Bob Murray is many things. The last coal baron. A huge Trump supporter. A climate denier. A big deregulation fan. And now, apparently, an applicant for federal black lung benefits.
Ohio Valley ReSource, a cooperative of local journalism outlets in the heart of coal country, reported and confirmed that Murray applied for the benefits managed by the Department of Labor on Wednesday. The former CEO of his own company, Murray Energy, worked his way up from the mines, and so it’s perhaps no surprise he would need help to cope with black lung. But what is surprising is that a billionaire who has fervently opposed rules designed to reduce the risk of black lung and paid tens of millions in safety-related fines would do so.
Now look, I’m not some monster who believes people shouldn’t have access to benefits. The Black Lung Disability Trust Fund—a pot of money in part funded by a tax on coal companies—is the least the government can do to provide for workers who got sick while helping power the U.S. But it’s a little rich for someone like Bob Murray to be dipping into it.
Murray told NPR less than a year ago that he did not, in fact, have black lung. Instead, he blamed his regular need for oxygen on another lung disease, idiopathic pulmonary fibrosis. Yet in his black lung claim obtained by Ohio Valley ReSource, Murray, who is 80, said he is “near death” due to the disease.
But beyond the about-face on having black lung, Murray has also done so much to fight protections from the disease. He and Murray Energy have given millions to Republicans, according to Federal Election Commission reports. That includes a nearly $284,000 personal donation in August 2017 to America First Action, a Trump-backing super PAC, and a $1 million company donation in August 2019 to Trump Victory, a PAC for the president’s reelection.
Murray’s largesse may have been one reason why then-Energy Secretary Rick Perry met with the coal baron in March 2017 in which he handed off an action plan to Perry. Among the items in the plan, obtained by the New York Times, was a call for neutering the Mine Safety and Health Administration that oversees conditions coal miners work in, including exposure to dust that can cause black lung. Another action item was wiping out a 2014 regulation to reduce coal mine dust designed to reduce the risk of lung diseases like black lung, a rule that Murray Energy has previously sued the Obama administration over.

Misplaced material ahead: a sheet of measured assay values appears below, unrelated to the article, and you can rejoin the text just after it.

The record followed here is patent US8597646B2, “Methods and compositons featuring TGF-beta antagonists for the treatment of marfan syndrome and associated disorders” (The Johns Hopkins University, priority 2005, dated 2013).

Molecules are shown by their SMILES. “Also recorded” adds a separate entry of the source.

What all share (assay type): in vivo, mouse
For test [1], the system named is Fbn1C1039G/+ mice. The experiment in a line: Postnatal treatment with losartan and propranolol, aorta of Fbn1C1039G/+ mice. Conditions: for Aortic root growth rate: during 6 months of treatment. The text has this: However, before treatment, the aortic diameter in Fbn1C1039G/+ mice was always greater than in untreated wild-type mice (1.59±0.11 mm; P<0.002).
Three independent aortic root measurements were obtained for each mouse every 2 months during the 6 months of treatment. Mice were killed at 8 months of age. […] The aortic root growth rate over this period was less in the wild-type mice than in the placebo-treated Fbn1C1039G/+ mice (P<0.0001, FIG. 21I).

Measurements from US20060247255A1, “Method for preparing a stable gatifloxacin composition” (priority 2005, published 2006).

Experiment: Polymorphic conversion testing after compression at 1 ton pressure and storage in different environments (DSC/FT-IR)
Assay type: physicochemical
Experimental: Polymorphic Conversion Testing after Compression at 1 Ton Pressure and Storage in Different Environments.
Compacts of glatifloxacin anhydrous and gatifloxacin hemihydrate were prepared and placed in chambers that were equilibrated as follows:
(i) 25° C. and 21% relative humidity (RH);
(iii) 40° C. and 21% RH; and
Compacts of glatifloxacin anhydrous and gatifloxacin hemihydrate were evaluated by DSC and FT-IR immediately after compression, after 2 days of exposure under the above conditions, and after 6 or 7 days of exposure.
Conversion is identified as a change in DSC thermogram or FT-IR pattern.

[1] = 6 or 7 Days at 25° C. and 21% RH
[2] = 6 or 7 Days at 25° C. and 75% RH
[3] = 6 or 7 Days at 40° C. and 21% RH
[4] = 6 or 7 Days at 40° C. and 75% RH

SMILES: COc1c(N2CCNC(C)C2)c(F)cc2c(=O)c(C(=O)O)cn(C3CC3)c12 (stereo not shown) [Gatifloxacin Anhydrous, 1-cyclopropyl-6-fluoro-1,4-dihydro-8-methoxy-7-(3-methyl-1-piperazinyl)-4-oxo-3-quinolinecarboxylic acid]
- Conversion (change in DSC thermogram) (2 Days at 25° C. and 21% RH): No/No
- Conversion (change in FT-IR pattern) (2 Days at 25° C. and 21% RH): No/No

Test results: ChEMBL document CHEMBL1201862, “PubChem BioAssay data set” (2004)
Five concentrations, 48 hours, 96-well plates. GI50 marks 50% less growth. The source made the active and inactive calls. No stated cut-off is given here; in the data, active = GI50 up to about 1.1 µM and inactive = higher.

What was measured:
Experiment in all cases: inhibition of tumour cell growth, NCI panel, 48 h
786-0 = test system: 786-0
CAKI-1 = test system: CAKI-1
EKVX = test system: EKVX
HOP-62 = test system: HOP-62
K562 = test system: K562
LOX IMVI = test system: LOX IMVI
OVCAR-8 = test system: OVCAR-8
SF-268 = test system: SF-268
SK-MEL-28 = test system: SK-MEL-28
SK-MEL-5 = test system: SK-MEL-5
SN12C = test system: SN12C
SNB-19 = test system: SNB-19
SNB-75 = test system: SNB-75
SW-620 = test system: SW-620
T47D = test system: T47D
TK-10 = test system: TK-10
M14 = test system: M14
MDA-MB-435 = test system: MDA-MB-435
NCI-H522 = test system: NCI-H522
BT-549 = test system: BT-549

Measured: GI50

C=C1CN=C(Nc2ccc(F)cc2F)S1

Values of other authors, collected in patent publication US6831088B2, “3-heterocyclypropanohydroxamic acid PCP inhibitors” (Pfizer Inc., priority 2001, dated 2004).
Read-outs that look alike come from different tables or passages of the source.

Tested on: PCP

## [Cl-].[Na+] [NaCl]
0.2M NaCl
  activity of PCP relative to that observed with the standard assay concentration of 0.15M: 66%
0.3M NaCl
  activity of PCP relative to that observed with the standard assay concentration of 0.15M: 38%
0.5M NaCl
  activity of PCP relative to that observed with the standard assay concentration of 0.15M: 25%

Murray Energy also kicked $300,000 in 2014 to Senate Majority Leader Mitch McConnell’s group, Kentuckians for Strong Leadership. Under McConnell’s “strong leadership” last year, Congress let the tax rate on coal that supports the Black Lung Disability Trust Fund lapse from $1.10 per ton. It reverted to the 1977 rate of just $0.55. With coal in decline, that means there’s even less revenue in the fund to help those who suffered this work-related disease that Murray now wants in on. Oh, and the Government Accountability Office estimates the fund will be $15 billion debt by midcentury if Congress doesn’t help shore it up.
In short, Murray has used his wealth and position of power to push for reducing protections and funds for the very disease he now wants protections and funds to help him deal with. None of this even gets into the rampant climate denial Murray has funded, the flagrant mining violations—including the collapse of a mine in Utah caused by “reckless disregard for safety” that killed six miners and three rescuers—and his lawsuit going after John Oliver for reporting facts.
To qualify for the fund, Murray’s claim will be reviewed by the Department of Labor. If approved, his own coal company (though he was removed as CEO last year after it filed for bankruptcy) will be liable for paying his benefits. The company could dispute the claim, something that happens on the regular for miners.
“You often see doctors who testify for coal companies raise an argument about, perhaps the miner was overweight. Perhaps the miner has been exposed to animal manure if he grew up on a farm, and perhaps that is causing his breathing trouble today—after working for 15 or 20 or 30 years in the mines,” Sam Petsonk, a West Virginia-based attorney who has represented former Murray miners seeking black lung claims, told Ohio Valley ReSource.
It seems unlikely that Murray Energy would dispute its founder’s claim, but it could save itself some money if it did, something I’m sure Murray the businessman would appreciate. As Petsonk noted, “if you’ve black lung, you’re dying. There’s no two ways about it. And you may live for a while, but you’re going to die soon. And all I have to do is—if I’m the lawyer on the other side—wait around, wait him out and they’ll die. And they did. And then, the claimant goes to the widow and you wait her out, too.”